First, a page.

[img_assist|nid=5090|title=Pig Candy|desc=|link=node|align=right|width=150|height=231]In preparation for Philadelphia Stories’ Push to Publish workshop, keynote speaker and freelance journalist Lise Funderburg spoke with me about her new book, Pig Candy, the ups and downs of writing, and why she wouldn’t be good at writing fiction. Her memoir, Pig Candy, tells the story of Funderburg’s quest to get to know her father through a series of trips down to his hometown in rural Georgia. Her work has been featured in the New York Times, O, The Oprah Magazine, and Time. Pig Candy was released in paperback this past May by Free Press, an imprint of Simon and Schuster.
What inspired you to write Pig Candy?
As a journalist I make my living getting people to pay me to answer questions I am curious about. And I was curious as to who my father was as a man and as a part of history, American history, apart from being my father — which was how I looked at him for most of my life. I think this is a natural curiosity that arises when you get to a certain age. Usually it is mortality that forces you to wake up and get more perspective. I was getting older and my father got sick from something that he later recovered from, but I realized my father was not going to live forever. And so I felt a kind of urgency to fill in the gaps. I realized there was so much I didn’t know about my dad because of the kind of man he was. So I thought under the guise of being a journalist I could get him to open up and talk about himself. Since I am a freelance journalist– and especially because to him, and probably to a lot of other people, the word freelance means unemployed I think he thought whatever he could do to help me out he would do, so he agreed to let me interview him.
You speak of a ‘decoding ring’ that you felt you needed when you were in your father’s hometown. Did you use any research or interviews to aid you in learning the subtleties of your father’s southern small town?
Research was a big part of it, I was fortunate that there were still a lot of people to talk with who knew him, the town he was from and the era. I did a lot in-depth reporting; I would talk to stone fruit peach experts at the agricultural extensions of various universities, I traveled to Michigan to look in the library archives there to find out more about the job he had waiting tables on cruise ships that went across the Great Lakes, now an extinct industry. I read books, found experts in different fields that spoke to his past and really, just being in the place he was from was a kind of in-depth reporting, to eat the food, which was a big part of the book, and to be in that rural landscape, was really a big part of my research.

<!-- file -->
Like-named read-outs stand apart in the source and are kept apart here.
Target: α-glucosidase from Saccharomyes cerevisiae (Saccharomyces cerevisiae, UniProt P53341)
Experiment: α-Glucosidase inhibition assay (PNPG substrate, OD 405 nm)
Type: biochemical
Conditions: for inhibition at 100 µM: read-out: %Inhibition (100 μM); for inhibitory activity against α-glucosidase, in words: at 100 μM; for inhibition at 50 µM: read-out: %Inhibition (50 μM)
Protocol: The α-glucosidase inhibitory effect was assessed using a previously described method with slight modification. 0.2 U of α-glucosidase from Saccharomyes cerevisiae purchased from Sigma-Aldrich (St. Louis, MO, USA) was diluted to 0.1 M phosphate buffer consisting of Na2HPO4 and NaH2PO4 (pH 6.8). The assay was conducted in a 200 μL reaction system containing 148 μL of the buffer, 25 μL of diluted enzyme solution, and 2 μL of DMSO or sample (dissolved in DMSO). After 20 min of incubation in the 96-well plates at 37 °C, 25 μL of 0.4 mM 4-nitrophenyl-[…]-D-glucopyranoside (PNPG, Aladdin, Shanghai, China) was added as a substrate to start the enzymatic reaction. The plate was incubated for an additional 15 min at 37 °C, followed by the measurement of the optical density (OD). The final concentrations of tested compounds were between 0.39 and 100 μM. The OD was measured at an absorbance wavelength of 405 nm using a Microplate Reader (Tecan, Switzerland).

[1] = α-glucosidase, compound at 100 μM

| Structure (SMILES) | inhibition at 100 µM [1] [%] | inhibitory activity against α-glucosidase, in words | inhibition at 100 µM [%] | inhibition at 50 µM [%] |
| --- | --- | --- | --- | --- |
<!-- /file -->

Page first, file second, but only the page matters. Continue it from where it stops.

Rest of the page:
How long did it take you to write Pig Candy?
Seven years. It took me a while to figure out the way I wanted to do this book. It wasn’t intended to be a relationship story about me and my dad; it was trying to put a person into context, which is a big task to take on. I had to find the right narrative stance, to be both honestly his daughter and the reporter I wanted to be. In the beginning I was writing a history of his jobs. I came back from the trip to Michigan and I wrote a chapter about his work on night boats. A colleague of mine read it and he said, “You know, this reads like you’re showing us you’ve done your homework.” I winced at that but I thought he was right. In a way, what set me in the right direction, sadly, was that my father became ill again and this time it was a terminal diagnosis of prostate cancer. That made it easier to write the book the way I wanted to write it. It took away the sense of obligation and I just wrote what I cared about, and it ended up being the book that I wanted in the first place.
Pig Candy is very relatable in the sense that every person has to ‘relearn’ who their parents are. How was your relationship with your father affected by your writing this memoir?